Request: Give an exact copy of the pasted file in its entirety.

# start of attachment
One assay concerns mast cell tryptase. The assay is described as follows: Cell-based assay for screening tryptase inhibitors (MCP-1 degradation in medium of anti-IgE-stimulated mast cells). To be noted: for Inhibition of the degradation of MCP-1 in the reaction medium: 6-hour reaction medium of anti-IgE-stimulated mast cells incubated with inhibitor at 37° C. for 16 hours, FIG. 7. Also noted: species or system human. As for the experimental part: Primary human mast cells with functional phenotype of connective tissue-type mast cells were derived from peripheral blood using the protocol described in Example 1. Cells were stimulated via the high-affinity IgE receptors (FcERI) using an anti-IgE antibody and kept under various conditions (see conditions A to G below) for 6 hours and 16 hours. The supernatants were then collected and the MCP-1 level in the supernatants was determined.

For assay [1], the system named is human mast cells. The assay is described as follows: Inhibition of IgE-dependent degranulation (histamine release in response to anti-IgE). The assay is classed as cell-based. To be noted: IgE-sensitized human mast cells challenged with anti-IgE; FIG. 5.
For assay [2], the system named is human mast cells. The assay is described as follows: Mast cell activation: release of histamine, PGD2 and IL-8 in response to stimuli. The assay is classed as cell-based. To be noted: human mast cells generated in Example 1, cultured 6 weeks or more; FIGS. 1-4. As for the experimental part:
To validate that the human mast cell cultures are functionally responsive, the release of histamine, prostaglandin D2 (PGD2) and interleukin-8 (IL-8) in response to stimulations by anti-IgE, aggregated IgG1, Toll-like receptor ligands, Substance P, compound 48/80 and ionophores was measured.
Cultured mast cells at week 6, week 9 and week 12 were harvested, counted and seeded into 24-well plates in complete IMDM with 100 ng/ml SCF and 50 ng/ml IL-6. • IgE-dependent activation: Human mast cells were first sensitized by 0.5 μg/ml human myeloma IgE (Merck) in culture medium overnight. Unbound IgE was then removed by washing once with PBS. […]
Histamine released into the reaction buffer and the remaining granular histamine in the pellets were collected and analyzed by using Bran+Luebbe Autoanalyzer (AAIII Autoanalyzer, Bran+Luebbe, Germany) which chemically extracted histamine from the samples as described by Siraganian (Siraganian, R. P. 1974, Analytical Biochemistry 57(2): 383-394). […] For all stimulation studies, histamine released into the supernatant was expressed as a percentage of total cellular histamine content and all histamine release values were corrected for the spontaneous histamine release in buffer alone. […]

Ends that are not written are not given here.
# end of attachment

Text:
One assay concerns mast cell tryptase. The assay is described as follows: Cell-based assay for screening tryptase inhibitors (MCP-1 degradation in medium of anti-IgE-stimulated mast cells). To be noted: for Inhibition of the degradation of MCP-1 in the reaction medium: 6-hour reaction medium of anti-IgE-stimulated mast cells incubated with inhibitor at 37° C. for 16 hours, FIG. 7. Also noted: species or system human. As for the experimental part: Primary human mast cells with functional phenotype of connective tissue-type mast cells were derived from peripheral blood using the protocol described in Example 1. Cells were stimulated via the high-affinity IgE receptors (FcERI) using an anti-IgE antibody and kept under various conditions (see conditions A to G below) for 6 hours and 16 hours. The supernatants were then collected and the MCP-1 level in the supernatants was determined.

For assay [1], the system named is human mast cells. The assay is described as follows: Inhibition of IgE-dependent degranulation (histamine release in response to anti-IgE). The assay is classed as cell-based. To be noted: IgE-sensitized human mast cells challenged with anti-IgE; FIG. 5.
For assay [2], the system named is human mast cells. The assay is described as follows: Mast cell activation: release of histamine, PGD2 and IL-8 in response to stimuli. The assay is classed as cell-based. To be noted: human mast cells generated in Example 1, cultured 6 weeks or more; FIGS. 1-4. As for the experimental part:
To validate that the human mast cell cultures are functionally responsive, the release of histamine, prostaglandin D2 (PGD2) and interleukin-8 (IL-8) in response to stimulations by anti-IgE, aggregated IgG1, Toll-like receptor ligands, Substance P, compound 48/80 and ionophores was measured.
Cultured mast cells at week 6, week 9 and week 12 were harvested, counted and seeded into 24-well plates in complete IMDM with 100 ng/ml SCF and 50 ng/ml IL-6. • IgE-dependent activation: Human mast cells were first sensitized by 0.5 μg/ml human myeloma IgE (Merck) in culture medium overnight. Unbound IgE was then removed by washing once with PBS. […]
Histamine released into the reaction buffer and the remaining granular histamine in the pellets were collected and analyzed by using Bran+Luebbe Autoanalyzer (AAIII Autoanalyzer, Bran+Luebbe, Germany) which chemically extracted histamine from the samples as described by Siraganian (Siraganian, R. P. 1974, Analytical Biochemistry 57(2): 383-394). […] For all stimulation studies, histamine released into the supernatant was expressed as a percentage of total cellular histamine content and all histamine release values were corrected for the spontaneous histamine release in buffer alone. […]

Ends that are not written are not given here.